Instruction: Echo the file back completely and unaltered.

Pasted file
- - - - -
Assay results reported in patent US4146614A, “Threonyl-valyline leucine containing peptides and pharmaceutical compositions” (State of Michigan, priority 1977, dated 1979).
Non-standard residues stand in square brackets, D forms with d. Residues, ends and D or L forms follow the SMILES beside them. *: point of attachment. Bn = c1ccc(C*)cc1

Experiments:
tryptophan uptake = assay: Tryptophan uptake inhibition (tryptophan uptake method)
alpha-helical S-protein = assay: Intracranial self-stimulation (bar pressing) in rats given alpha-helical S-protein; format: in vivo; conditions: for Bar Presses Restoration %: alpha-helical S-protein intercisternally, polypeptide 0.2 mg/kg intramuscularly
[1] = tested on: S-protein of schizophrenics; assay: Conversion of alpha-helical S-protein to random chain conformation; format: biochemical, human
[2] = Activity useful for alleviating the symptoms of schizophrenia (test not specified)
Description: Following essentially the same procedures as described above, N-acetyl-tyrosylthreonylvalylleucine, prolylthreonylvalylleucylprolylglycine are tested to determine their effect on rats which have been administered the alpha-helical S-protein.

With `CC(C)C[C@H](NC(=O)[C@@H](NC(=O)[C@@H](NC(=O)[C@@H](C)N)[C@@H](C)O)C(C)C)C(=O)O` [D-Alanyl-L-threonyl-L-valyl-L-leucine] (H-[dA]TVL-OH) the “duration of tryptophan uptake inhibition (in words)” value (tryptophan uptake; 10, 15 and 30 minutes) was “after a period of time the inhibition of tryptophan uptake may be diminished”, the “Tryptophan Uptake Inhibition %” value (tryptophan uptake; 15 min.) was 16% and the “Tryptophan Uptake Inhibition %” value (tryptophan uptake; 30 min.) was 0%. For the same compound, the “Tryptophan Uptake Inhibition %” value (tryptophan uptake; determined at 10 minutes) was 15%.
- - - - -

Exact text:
Assay results reported in patent US4146614A, “Threonyl-valyline leucine containing peptides and pharmaceutical compositions” (State of Michigan, priority 1977, dated 1979).
Non-standard residues stand in square brackets, D forms with d. Residues, ends and D or L forms follow the SMILES beside them. *: point of attachment. Bn = c1ccc(C*)cc1

Experiments:
tryptophan uptake = assay: Tryptophan uptake inhibition (tryptophan uptake method)
alpha-helical S-protein = assay: Intracranial self-stimulation (bar pressing) in rats given alpha-helical S-protein; format: in vivo; conditions: for Bar Presses Restoration %: alpha-helical S-protein intercisternally, polypeptide 0.2 mg/kg intramuscularly
[1] = tested on: S-protein of schizophrenics; assay: Conversion of alpha-helical S-protein to random chain conformation; format: biochemical, human
[2] = Activity useful for alleviating the symptoms of schizophrenia (test not specified)
Description: Following essentially the same procedures as described above, N-acetyl-tyrosylthreonylvalylleucine, prolylthreonylvalylleucylprolylglycine are tested to determine their effect on rats which have been administered the alpha-helical S-protein.

With `CC(C)C[C@H](NC(=O)[C@@H](NC(=O)[C@@H](NC(=O)[C@@H](C)N)[C@@H](C)O)C(C)C)C(=O)O` [D-Alanyl-L-threonyl-L-valyl-L-leucine] (H-[dA]TVL-OH) the “duration of tryptophan uptake inhibition (in words)” value (tryptophan uptake; 10, 15 and 30 minutes) was “after a period of time the inhibition of tryptophan uptake may be diminished”, the “Tryptophan Uptake Inhibition %” value (tryptophan uptake; 15 min.) was 16% and the “Tryptophan Uptake Inhibition %” value (tryptophan uptake; 30 min.) was 0%. For the same compound, the “Tryptophan Uptake Inhibition %” value (tryptophan uptake; determined at 10 minutes) was 15%.